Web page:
Gympie's boxing legend recalls first-class career in ring
BOXING: Speaking with Gympie boxing legend John Muir (pictured), it is hard to imagine the softly spoken, well-mannered former Queensland champion and one time Commonwealth games contender knocking people out for sport.
But when you look a little closer you see the steady hands and the solid jaw and things start to add up.
He talks about boxing like it is life, and even in a world where kids are sometimes wrapped in cotton wool, he has no hesitation in recommending young men take up the sweet science.
"I never got hurt, I didn't even get a broken nose," he said. "I used to go dancing so I was good on my feet.
"I think it is great for young fellas to learn to box."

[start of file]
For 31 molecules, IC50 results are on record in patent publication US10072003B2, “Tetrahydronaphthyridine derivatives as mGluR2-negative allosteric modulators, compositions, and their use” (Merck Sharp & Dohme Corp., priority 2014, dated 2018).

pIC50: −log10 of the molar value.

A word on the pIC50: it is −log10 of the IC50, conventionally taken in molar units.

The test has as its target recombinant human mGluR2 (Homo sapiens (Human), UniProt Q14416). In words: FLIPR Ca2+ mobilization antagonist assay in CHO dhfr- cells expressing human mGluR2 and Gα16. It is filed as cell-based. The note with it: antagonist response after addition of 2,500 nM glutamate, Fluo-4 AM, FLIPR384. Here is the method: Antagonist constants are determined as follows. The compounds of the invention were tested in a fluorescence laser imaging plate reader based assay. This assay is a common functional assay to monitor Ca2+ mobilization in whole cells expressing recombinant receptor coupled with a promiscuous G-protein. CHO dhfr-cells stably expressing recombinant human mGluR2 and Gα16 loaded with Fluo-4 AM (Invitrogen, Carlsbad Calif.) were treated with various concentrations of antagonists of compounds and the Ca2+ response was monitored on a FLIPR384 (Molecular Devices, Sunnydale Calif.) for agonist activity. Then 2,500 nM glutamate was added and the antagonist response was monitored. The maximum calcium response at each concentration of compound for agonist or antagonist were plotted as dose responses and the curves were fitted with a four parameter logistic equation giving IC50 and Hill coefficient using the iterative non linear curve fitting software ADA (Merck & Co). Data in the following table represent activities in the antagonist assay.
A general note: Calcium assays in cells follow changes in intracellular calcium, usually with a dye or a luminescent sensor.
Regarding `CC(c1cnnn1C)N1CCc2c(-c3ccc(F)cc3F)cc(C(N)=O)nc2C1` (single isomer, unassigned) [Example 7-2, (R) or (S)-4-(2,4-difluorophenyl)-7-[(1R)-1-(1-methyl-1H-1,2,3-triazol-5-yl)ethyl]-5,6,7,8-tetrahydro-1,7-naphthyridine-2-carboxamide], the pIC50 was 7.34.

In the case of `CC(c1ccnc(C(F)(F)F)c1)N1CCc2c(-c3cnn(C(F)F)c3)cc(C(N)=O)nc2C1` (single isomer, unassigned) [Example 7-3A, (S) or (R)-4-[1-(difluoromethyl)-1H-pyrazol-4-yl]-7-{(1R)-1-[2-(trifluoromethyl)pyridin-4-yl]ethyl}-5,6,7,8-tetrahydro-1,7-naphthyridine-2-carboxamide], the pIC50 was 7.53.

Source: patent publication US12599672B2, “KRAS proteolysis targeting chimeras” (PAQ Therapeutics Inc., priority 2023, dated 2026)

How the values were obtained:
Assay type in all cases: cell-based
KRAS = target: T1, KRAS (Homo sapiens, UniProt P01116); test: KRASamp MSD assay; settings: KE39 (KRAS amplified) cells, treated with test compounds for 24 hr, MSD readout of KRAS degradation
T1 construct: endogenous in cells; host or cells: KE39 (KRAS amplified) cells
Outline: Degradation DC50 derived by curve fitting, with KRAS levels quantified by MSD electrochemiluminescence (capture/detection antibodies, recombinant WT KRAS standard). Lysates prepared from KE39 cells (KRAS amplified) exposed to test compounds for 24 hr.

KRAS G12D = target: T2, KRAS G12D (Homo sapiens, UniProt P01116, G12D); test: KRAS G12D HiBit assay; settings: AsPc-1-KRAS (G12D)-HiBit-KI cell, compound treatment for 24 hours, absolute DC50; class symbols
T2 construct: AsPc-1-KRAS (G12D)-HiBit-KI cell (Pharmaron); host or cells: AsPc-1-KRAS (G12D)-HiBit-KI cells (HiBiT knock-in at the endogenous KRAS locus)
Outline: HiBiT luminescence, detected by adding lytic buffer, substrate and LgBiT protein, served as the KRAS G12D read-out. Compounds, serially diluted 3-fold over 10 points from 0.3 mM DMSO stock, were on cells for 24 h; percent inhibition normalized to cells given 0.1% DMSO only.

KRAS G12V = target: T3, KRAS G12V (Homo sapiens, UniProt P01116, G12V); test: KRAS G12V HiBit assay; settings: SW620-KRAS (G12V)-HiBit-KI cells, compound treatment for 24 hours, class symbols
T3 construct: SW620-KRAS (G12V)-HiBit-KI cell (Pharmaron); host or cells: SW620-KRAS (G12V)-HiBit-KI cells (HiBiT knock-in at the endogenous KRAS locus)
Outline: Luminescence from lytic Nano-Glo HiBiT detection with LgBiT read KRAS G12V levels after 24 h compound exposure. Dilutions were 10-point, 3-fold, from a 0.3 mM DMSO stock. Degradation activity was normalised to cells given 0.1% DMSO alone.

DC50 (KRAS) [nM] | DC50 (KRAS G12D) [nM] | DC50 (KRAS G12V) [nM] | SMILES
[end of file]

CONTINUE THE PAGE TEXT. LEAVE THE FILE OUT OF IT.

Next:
Living in Gympie all his life, Muir fell in love with the sport at age 10.
After learning his trade at the Gympie Youth Club, he was Wide Bay feather weight champion four years running, amassing 80 wins from 90 amateur fights and seven wins out of 10 pro bouts.
He faced Australian boxing legend Gary Cowburn for a place in the Aussie Commonwealth Games team in 1958 but was out-classed at Brisbane's Festival Hall. He drew Cowburn after being picked to trial for the games from the Wide Bay circuit.
"He was the Australian feather weight champion and I drew him first night. He was just too experienced. He didn't hurt me but he had 40 fights and I had five."
Muir rates his fight against Cowburn as one of the toughest he has had, but said Arthur "Bullet" Bradley was a formidable opponent.
After the defeat, Muir dropped down a weight class from his preferred feather weight to bantam weight where he claimed the first of his Queensland titles.
Fighting predominately in the regional circuit, Muir competed and overcame some of the toughest bush boxers around all while working for Prongers joinery works and the then Gympie City Council parks and gardens department where he remained for 35 years.
After boxing, he gave back to the sport, training local up-and-comers but said he preferred the dance floor to the boxing ring.